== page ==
I had to look up T. Kingfisher’s ”Summer in Orcus” after reading melanier’s five-star review. It seemed to have all the elements to a great fairy tale: magical beings, adventure, overcoming your fears. Just the kind of book you read to escape for a while, just the kind of book that fills your heart with wonder.
Summer is an 11-year old girl who lives with her overprotective, anxiety-ridden mother. She’s hardly allowed to leave the house for fear of bad things happening to her, let alone have a normal childhood. One day, a house on chicken legs walks down the alley. The owner is Baba Yaga, a terrifying crone that tells Summer she can offer her her heart’s desire. After giving it a lot of thought (how can she sneak out without her mom noticing? What does Baba Yaga want in return?), Summer is then transported to Orcus, a world similar to our own but very different still. What is her heart’s desire, and how is she going to get it in this strange world? And just how dangerous is it going to be?
This is a book about overcoming your fears. About finding what you excel in, putting that strength to good use but also knowing when to take a step back and let others bear the burden. It’s about freedom and guilt and the balancing act of facing challenges only adults should face and allowing yourself to be a child at the same time. By its summary, you’d think this is a children’s book, but it is meant to be read by adults. Some passages can be at best unsettling and for some even outright scary.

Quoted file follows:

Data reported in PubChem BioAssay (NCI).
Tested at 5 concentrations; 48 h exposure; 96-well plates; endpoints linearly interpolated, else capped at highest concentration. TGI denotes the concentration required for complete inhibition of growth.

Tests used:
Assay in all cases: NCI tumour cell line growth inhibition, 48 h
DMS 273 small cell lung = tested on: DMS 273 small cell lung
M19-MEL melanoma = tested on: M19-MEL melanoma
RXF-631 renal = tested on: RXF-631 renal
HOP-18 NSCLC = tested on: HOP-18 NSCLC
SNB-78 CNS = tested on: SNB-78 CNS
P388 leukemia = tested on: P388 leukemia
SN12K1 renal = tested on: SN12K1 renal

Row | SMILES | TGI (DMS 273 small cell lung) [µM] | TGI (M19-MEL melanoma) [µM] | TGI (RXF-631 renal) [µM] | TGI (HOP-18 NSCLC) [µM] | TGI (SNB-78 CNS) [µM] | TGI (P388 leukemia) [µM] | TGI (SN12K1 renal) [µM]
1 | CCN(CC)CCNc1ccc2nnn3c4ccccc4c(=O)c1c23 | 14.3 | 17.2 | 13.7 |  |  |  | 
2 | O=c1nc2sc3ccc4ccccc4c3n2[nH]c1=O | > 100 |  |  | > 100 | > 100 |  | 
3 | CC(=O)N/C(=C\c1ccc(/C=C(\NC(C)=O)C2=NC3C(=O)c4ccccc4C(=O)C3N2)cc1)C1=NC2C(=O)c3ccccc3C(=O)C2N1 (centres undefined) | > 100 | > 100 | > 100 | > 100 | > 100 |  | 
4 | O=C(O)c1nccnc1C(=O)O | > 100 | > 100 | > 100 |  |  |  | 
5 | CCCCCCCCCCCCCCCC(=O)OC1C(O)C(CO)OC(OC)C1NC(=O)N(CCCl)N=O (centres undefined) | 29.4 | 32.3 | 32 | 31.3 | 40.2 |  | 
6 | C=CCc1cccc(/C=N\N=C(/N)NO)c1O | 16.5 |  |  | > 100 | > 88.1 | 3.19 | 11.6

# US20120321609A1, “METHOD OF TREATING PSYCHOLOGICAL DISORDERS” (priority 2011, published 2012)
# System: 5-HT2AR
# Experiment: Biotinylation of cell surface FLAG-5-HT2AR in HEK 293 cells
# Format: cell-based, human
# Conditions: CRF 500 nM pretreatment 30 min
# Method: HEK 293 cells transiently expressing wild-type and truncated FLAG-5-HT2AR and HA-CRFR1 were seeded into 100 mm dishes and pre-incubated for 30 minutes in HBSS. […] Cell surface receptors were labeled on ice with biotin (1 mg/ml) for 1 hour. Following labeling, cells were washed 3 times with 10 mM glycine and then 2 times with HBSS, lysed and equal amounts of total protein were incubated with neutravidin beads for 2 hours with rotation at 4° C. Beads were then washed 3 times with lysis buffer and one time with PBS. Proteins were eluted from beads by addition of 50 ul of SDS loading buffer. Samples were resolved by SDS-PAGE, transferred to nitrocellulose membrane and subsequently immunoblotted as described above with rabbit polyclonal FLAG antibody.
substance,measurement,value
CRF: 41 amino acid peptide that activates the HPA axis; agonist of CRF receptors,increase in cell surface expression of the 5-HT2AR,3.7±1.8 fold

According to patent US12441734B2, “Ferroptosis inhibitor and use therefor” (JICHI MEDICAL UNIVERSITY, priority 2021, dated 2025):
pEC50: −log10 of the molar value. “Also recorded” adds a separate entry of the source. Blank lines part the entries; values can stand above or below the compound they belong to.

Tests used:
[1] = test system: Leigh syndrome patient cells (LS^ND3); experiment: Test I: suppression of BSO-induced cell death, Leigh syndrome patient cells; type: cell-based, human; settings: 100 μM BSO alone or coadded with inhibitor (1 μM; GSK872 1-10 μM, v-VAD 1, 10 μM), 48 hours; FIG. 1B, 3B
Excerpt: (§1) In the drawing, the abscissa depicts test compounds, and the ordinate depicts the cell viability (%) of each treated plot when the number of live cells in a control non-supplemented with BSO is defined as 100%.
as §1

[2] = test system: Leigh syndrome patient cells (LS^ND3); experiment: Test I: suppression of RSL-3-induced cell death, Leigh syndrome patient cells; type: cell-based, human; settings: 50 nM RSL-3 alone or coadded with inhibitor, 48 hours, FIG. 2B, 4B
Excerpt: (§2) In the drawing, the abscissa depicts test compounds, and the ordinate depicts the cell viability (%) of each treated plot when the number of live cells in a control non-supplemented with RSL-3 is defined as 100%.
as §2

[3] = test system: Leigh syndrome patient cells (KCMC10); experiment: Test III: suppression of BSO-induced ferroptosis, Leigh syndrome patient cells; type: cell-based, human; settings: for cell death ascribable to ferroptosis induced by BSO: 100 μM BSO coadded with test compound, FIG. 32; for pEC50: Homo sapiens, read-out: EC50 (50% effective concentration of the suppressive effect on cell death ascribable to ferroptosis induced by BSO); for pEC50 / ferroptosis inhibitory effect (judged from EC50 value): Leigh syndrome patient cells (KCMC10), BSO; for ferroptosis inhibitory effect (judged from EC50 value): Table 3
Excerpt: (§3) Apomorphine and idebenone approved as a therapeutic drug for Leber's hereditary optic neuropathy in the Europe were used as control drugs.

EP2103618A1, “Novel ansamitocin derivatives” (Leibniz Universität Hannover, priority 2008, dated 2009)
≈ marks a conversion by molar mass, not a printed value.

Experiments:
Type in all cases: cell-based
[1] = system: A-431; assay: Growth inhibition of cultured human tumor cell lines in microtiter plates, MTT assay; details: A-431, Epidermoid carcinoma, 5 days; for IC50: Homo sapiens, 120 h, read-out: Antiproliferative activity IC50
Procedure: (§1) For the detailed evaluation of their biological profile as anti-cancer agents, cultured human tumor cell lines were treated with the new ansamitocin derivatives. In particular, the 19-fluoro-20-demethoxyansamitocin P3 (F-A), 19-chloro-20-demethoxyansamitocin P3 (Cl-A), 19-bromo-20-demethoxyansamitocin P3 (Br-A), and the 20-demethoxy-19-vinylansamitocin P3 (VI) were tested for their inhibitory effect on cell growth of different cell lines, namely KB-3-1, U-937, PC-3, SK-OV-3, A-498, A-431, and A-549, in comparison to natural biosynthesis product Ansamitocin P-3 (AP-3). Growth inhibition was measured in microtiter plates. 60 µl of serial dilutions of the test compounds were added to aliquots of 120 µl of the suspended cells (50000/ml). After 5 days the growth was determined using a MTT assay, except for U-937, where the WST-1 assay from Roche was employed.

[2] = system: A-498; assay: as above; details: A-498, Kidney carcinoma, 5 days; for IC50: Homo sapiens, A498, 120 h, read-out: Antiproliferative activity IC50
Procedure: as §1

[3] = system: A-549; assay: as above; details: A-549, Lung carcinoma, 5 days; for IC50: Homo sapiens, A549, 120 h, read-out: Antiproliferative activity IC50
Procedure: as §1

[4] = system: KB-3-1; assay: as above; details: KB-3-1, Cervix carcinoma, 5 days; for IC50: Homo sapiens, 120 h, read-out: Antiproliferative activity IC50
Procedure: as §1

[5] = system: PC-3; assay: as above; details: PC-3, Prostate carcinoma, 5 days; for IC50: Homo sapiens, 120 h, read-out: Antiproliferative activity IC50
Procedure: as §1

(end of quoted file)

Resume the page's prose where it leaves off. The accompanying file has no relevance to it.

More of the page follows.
The characters have each their distinctive voices and quirks. The good guys are flawed and the bad guys are not caricatures but complex creatures. T. Kingfisher has such vivid imagination and is able to paint such beautiful (or harrowing) pictures that it’s almost like watching a movie. She touches on a lot of important themes, most importantly mental illness. The book stops just short of being the kind of masterpiece The Neverending Story is, which is why I’m only giving it four stars instead of five, despite how great it is.